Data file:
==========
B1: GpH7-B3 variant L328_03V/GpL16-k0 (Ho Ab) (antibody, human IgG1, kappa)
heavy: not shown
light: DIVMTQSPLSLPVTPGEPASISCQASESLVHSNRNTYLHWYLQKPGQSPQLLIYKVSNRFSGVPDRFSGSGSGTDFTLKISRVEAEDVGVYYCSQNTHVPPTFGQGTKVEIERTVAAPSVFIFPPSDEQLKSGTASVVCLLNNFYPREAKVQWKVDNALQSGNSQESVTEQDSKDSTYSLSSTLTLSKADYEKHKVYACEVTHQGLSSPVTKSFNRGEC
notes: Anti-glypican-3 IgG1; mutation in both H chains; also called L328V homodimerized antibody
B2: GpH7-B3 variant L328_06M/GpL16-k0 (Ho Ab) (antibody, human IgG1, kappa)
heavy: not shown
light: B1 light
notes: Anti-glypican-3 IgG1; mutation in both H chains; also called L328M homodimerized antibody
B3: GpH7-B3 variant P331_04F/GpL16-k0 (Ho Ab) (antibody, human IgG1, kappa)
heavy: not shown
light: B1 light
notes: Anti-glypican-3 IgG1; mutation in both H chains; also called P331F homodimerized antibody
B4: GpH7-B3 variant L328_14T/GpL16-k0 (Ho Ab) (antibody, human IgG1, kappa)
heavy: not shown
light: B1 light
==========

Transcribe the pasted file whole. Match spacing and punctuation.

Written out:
B1: GpH7-B3 variant L328_03V/GpL16-k0 (Ho Ab) (antibody, human IgG1, kappa)
heavy: not shown
light: DIVMTQSPLSLPVTPGEPASISCQASESLVHSNRNTYLHWYLQKPGQSPQLLIYKVSNRFSGVPDRFSGSGSGTDFTLKISRVEAEDVGVYYCSQNTHVPPTFGQGTKVEIERTVAAPSVFIFPPSDEQLKSGTASVVCLLNNFYPREAKVQWKVDNALQSGNSQESVTEQDSKDSTYSLSSTLTLSKADYEKHKVYACEVTHQGLSSPVTKSFNRGEC
notes: Anti-glypican-3 IgG1; mutation in both H chains; also called L328V homodimerized antibody
B2: GpH7-B3 variant L328_06M/GpL16-k0 (Ho Ab) (antibody, human IgG1, kappa)
heavy: not shown
light: B1 light
notes: Anti-glypican-3 IgG1; mutation in both H chains; also called L328M homodimerized antibody
B3: GpH7-B3 variant P331_04F/GpL16-k0 (Ho Ab) (antibody, human IgG1, kappa)
heavy: not shown
light: B1 light
notes: Anti-glypican-3 IgG1; mutation in both H chains; also called P331F homodimerized antibody
B4: GpH7-B3 variant L328_14T/GpL16-k0 (Ho Ab) (antibody, human IgG1, kappa)
heavy: not shown
light: B1 light